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Some plants such as Aloe ferox, Alepidia amatymbica, Artemisia afra, Zantedeschia aethiopica, Arctotis arctotoides, H. odoratissimum, C. sativa, R. communis, A. tetracantha, Olea europaea, L. leonurus, M. heterophylla, and Xysmalobium undulatum were frequently mentioned by the traditional healers, herbalists, and villagers during the survey. In addition, it was interesting to note that Cyrtanthus obliquus, A. arctotoides, A. afra, H. odoratissimum, Emex australis, Cassipourea flanaganii, Solanum aculeastrum, Tulbaghia violacea, Asclepias fruticose, Bulbine frutescens, Opuntia vulgaris, L. leonurus, O. europaea, and S. henningsii were the most commonly used species in all the four villages (Phakamisa, old location, Izinyoka, and Joza). These plants have previously been cited in literature for the management and treatment of many ailments in South Africa, some of which were not mentioned by traditional healers, herbalists, and villagers in the study area. For example, A. afra is reported to be effective in treating bronchitis, TB, mumps, pneumonia, pimples, skin rashes, loss of appetite, colic, headache, ear ache, and intestinal worms,[52],[53],[54] whereas L. leonorus is used against diabetes mellitus, eczema, epilepsy, delayed menstruation, intestinal worms, constipation, scorpion stings, snake bites, skin rashes, and boils.[25],[55],[56],[57] A. ferox is a very popular medicinal plant used to treat sores, wounds, acne, burns, blisters, cold sores, cracked lips, insect bites, mouth ulcers, sunburn, rashes, and secondary infections of HIV.[53] This is not surprising considering that a single plant species may contain several chemical compounds that may be active against a wide array of diseases.[58] During the survey, some plants were reported to be more effective when used together with other plants for the treatment of a number of ailments, for example, C. asiatica was reported to be more effective when mixed with R. lanceolatus for the treatment of infertility and other related diseases.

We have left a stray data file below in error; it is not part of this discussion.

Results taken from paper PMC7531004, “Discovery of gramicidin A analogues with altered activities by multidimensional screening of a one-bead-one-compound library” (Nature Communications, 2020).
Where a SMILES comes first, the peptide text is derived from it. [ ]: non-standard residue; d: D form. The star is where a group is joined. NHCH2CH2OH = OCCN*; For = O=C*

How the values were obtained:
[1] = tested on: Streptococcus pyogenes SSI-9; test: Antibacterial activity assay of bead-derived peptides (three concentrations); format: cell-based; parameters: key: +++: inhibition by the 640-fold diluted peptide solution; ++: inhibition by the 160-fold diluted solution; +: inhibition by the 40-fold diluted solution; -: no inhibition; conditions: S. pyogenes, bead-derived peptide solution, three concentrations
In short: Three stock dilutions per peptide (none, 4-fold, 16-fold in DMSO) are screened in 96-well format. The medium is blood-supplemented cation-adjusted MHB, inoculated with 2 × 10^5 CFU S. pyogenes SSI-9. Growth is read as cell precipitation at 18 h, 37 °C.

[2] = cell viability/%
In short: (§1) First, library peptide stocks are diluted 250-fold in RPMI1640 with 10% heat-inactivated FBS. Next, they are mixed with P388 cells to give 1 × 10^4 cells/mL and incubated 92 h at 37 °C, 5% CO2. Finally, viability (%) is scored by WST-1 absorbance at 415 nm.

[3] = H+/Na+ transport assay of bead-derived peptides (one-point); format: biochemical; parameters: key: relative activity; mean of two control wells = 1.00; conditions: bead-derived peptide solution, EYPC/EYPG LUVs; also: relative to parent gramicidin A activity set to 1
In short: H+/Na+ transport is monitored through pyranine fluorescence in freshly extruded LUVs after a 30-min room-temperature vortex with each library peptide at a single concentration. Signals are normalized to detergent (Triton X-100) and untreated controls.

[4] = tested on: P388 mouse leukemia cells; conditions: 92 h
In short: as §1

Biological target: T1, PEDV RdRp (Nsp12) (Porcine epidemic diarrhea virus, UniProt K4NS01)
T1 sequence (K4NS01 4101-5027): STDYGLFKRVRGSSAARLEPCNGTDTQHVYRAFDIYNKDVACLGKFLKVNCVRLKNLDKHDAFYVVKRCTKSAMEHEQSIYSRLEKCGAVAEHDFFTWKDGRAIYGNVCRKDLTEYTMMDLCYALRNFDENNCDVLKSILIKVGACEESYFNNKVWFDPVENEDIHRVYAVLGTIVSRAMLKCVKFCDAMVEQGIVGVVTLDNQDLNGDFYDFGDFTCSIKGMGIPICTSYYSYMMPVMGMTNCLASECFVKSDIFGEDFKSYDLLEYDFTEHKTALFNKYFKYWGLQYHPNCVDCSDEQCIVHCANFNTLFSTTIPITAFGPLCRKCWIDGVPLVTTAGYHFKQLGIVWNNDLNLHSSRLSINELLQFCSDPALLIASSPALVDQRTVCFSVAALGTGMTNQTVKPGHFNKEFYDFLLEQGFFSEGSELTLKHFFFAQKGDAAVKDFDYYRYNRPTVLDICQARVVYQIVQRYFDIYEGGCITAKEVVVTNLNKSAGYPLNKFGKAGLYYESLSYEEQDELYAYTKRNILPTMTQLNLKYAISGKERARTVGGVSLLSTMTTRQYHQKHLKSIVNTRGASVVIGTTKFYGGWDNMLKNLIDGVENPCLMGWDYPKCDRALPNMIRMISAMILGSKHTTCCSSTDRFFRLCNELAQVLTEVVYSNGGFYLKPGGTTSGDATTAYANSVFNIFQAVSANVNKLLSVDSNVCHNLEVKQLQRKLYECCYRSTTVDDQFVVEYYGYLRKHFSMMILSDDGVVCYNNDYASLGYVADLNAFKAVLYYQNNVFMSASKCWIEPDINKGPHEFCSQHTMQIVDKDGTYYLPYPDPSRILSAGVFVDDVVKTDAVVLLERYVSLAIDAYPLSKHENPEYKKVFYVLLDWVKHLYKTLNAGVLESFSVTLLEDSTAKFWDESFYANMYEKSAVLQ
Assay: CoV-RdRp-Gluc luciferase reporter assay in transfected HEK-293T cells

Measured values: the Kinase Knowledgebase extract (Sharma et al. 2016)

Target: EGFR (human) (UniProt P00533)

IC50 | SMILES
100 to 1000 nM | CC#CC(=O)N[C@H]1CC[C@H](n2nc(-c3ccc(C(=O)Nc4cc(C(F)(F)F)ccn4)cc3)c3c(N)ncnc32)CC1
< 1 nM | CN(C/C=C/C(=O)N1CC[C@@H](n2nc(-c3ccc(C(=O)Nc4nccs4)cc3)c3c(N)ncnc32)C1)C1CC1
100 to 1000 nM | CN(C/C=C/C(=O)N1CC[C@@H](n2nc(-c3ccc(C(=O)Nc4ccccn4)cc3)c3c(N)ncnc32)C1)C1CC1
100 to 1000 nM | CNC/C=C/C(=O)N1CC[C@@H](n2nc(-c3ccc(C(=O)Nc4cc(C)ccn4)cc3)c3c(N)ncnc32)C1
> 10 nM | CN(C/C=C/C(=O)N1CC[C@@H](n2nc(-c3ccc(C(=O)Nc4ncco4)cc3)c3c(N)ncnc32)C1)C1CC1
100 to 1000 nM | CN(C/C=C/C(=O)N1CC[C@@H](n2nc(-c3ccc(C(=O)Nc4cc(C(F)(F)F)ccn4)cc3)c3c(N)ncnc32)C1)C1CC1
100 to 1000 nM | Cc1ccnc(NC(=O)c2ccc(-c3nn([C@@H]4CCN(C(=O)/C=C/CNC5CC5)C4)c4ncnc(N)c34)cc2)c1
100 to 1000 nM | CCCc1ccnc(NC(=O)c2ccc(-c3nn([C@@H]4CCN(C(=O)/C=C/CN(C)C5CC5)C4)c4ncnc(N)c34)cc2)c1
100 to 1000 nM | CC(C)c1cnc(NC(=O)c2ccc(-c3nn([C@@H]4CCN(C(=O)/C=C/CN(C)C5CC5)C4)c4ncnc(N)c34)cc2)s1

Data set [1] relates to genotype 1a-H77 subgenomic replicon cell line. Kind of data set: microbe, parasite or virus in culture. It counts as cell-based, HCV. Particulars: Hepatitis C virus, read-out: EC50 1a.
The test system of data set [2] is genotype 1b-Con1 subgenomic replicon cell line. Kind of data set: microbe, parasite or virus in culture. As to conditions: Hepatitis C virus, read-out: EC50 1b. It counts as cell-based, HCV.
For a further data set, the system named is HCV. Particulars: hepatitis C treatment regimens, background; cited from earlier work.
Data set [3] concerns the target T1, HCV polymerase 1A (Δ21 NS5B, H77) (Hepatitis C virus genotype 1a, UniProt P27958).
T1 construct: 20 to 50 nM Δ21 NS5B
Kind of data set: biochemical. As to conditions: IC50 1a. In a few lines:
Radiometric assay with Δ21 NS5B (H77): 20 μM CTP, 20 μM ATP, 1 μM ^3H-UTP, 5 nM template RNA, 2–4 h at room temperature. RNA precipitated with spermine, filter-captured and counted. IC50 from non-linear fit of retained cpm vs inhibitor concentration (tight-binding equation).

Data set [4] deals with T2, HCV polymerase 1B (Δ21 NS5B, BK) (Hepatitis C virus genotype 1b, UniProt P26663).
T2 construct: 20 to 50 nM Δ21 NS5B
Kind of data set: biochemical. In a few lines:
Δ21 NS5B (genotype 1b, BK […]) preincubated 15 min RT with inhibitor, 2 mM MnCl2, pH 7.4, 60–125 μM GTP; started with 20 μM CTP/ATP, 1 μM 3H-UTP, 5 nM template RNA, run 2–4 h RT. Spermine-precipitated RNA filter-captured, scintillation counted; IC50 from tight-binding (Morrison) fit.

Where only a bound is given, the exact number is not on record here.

Conclusions Top

This study has revealed important information on medicinal plants used by people, traditional healers, and herbalists of Seymour region in the Eastern Cape Province of South Africa to treat various ailments. It also demonstrates the vital role that medicinal plants play in the primary health care of these people. Fifty plant species, belonging to 29 families, are used to treat a wide range of ailments including respiratory and reproductive system diseases, musculoskeletal disorders, skin infections, ENT infections, ulcers, headache, gastrointestinal diseases, etc. It was interesting to note that some plant species were used to treat more than one ailments, for example, S. henningsii is used to treat TB, dysmenorrhea, constipation, and rheumatism. Some plants were effective when used in combination with others, for example, C. asiatica was effective when combined with R. lanceolatus for infertility. Leaves were reported to be the most commonly used plant parts, with decoction and infusion reported as the commonly used methods of preparation.

To know the proper medicinal value of some of these plants, studies have been undertaken and have confirmed their therapeutic effects. However, more researches on pharmacological, phytochemical, and toxicological studies of extracts prepared from some of these plants need to be conducted. This will help in the development of new plant-based drugs. This is part of a Master degree student work which will lead to writing a thesis which will be available in the university website for all users after submission.


The authors are grateful to the informants for providing information about their practice. This work would not have been possible without their help. Miss Philisiwe Makinana, though she could not complete her Master's degree, is acknowledged for compiling the information and preparing the manuscript.

Financial support and sponsorship


Conflicts of interest

There are no conflicts of interest.